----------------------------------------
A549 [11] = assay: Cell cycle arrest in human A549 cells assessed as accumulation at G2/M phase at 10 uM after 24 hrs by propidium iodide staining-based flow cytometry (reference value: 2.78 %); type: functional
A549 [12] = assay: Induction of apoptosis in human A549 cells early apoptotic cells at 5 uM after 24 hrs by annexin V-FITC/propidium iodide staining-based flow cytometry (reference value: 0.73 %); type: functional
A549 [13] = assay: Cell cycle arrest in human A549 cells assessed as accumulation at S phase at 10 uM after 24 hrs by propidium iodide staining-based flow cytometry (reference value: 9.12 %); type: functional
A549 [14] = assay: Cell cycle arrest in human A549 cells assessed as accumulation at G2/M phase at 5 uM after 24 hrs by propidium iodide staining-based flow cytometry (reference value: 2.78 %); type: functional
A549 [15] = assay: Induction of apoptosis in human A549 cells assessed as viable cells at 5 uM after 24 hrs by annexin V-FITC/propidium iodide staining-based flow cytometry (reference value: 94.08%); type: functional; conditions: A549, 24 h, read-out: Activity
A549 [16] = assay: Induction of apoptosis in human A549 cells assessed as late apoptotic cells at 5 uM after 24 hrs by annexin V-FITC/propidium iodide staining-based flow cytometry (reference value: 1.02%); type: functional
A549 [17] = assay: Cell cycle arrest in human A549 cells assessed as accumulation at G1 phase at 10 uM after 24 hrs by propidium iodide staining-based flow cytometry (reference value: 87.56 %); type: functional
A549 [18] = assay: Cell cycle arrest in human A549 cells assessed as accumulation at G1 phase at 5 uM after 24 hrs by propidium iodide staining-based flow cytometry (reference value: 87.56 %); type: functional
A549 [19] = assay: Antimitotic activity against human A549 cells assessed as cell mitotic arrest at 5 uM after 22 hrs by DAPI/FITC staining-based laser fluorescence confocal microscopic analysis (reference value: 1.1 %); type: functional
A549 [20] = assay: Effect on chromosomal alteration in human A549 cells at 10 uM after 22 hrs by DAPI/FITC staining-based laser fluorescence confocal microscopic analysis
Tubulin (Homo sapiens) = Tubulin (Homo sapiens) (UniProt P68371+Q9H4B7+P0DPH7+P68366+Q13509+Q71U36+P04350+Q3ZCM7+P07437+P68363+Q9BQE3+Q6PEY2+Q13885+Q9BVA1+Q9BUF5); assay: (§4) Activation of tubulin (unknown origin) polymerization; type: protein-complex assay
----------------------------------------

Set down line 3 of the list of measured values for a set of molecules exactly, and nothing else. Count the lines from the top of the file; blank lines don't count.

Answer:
A549 [13] = assay: Cell cycle arrest in human A549 cells assessed as accumulation at S phase at 10 uM after 24 hrs by propidium iodide staining-based flow cytometry (reference value: 9.12 %); type: functional